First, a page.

"Serbia is deeply shocked," Serbian President Boris Tadic said of the video. "Those images are proof of a monstrous crime committed against persons of a different religion.... All those who committed war crimes must be held accountable; only in this way will we be able to have a future. We must not close our eyes to the cruelty that took place." He added that he is ready "to go to Srebrenica to pay tribute to innocent people of another nationality."

Serbian Prime Minister Vojislav Kostunica said, "It is important for our public that we reacted immediately, and that based on this shocking and horrible footage several of those who were involved in this crime have been arrested and will be brought to justice." Most observers took particular note of Kostunica's remarks because he has a much more pronounced nationalist profile than Tadic.

In the following days, Tadic stressed his determination to go to Srebrenica for the 11 July commemoration marking the 10th anniversary of the killings despite protests from some families of the victims. Speaking in Bucharest, Romania, on 23 June, he said that "as the president of Serbia and Serbs, I want to pay our respects to the victims of the war crime that took place in Srebrenica." "This vicious circle in the Balkans has to be broken so that the Balkans can become part of Europe and not a European province," Tadic added.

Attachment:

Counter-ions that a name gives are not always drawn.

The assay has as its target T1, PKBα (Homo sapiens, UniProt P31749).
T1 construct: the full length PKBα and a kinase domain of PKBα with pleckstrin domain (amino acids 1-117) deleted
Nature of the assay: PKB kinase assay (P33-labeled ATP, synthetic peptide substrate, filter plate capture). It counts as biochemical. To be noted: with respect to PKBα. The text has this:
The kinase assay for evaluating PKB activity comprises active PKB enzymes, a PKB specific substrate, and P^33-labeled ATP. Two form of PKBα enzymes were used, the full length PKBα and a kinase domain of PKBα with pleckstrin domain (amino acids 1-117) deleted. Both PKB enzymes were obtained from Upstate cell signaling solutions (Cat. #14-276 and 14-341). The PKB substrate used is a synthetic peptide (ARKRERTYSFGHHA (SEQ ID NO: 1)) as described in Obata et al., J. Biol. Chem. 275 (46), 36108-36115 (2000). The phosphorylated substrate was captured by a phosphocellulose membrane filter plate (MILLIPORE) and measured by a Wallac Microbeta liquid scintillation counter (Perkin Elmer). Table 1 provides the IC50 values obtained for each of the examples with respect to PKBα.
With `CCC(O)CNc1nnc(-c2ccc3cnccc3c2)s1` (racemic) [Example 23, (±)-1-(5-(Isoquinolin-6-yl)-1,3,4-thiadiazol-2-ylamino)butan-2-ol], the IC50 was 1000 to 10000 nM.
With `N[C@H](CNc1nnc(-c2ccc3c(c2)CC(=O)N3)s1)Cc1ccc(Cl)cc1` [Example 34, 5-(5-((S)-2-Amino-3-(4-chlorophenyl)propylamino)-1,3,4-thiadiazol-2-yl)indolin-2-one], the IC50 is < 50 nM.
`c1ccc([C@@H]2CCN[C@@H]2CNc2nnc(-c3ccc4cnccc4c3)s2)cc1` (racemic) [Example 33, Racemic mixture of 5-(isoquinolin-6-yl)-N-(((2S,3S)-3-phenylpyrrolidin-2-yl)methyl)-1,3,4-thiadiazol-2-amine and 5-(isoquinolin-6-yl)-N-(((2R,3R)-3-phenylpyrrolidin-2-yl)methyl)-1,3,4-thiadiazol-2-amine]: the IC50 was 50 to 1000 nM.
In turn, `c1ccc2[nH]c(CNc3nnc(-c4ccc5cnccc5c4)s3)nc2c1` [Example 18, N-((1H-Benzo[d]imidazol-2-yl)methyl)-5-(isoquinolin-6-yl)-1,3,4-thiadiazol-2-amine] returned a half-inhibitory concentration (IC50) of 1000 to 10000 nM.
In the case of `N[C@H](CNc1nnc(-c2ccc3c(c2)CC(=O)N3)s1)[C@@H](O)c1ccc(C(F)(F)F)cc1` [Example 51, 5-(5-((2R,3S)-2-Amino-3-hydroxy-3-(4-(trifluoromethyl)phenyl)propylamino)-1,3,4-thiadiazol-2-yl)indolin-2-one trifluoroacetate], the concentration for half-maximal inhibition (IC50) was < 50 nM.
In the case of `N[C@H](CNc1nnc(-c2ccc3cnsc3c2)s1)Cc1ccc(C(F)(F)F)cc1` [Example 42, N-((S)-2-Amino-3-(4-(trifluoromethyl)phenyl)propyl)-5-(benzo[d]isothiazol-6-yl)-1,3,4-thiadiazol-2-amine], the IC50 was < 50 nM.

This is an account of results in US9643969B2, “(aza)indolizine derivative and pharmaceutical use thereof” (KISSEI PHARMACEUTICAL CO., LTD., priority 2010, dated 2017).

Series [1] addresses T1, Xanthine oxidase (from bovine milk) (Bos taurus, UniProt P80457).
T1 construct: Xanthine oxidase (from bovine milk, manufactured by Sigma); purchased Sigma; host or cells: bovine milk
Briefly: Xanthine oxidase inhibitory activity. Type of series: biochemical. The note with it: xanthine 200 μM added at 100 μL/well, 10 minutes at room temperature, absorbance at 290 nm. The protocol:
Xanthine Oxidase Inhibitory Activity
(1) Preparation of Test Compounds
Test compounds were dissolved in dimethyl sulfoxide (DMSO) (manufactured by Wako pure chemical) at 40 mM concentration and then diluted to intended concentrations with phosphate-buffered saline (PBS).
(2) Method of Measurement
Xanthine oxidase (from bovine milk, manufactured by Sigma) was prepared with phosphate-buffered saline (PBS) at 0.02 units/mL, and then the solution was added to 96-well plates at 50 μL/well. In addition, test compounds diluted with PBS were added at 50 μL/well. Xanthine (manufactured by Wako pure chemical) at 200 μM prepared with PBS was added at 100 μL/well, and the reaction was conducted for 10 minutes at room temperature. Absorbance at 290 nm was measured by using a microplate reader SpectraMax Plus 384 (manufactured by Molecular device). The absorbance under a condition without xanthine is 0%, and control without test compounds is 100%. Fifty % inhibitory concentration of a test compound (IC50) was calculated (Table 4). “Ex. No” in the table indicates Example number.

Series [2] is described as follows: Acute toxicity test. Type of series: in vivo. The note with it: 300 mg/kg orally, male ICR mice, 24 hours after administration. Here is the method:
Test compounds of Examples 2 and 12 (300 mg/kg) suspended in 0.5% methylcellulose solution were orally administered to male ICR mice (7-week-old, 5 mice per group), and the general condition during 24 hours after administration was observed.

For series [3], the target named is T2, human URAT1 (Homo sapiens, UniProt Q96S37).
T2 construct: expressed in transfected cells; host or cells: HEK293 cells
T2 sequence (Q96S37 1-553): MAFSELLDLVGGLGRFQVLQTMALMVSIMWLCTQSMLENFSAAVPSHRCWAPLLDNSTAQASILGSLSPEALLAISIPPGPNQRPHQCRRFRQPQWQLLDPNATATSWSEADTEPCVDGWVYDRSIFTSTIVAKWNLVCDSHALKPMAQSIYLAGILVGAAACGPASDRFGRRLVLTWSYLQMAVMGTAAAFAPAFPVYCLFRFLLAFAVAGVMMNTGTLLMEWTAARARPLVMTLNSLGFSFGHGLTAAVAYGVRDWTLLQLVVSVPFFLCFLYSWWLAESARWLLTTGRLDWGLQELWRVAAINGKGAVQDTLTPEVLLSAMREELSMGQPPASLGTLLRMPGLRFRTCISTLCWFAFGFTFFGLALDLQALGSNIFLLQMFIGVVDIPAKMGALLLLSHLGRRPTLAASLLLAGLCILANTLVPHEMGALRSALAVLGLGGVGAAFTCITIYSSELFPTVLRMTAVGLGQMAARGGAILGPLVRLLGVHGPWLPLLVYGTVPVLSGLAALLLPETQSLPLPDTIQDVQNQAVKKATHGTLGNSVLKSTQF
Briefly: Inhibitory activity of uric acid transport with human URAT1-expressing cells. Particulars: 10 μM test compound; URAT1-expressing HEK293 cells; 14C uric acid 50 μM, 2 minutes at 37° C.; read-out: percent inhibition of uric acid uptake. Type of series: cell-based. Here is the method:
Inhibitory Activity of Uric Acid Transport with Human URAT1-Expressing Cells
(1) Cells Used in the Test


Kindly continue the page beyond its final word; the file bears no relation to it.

The president noted that the massacre was carried out by some of his fellow Serbs but stressed that "the entire Serbian people cannot be made responsible for it" and that the individuals responsible must be brought to justice. But only a few days earlier, he declined to attend the opening of an exhibit on Srebrenica in Belgrade, at which some of the victims' family members were present.

The government of the joint state of Serbia and Montenegro, which is far less powerful than the governments of its respective constituent republics, issued a statement on 15 June condemning the massacre. The document said that "the Council of Ministers strongly condemns the war crimes committed against Bosnian prisoners of war and civilians in Srebrenica in 1995." The statement added that "those who committed those crimes and the ones who ordered and organized that massacre did not represent Serbia or Montenegro, but an undemocratic regime of terror and death, which was opposed by the majority of people in Serbia and Montenegro."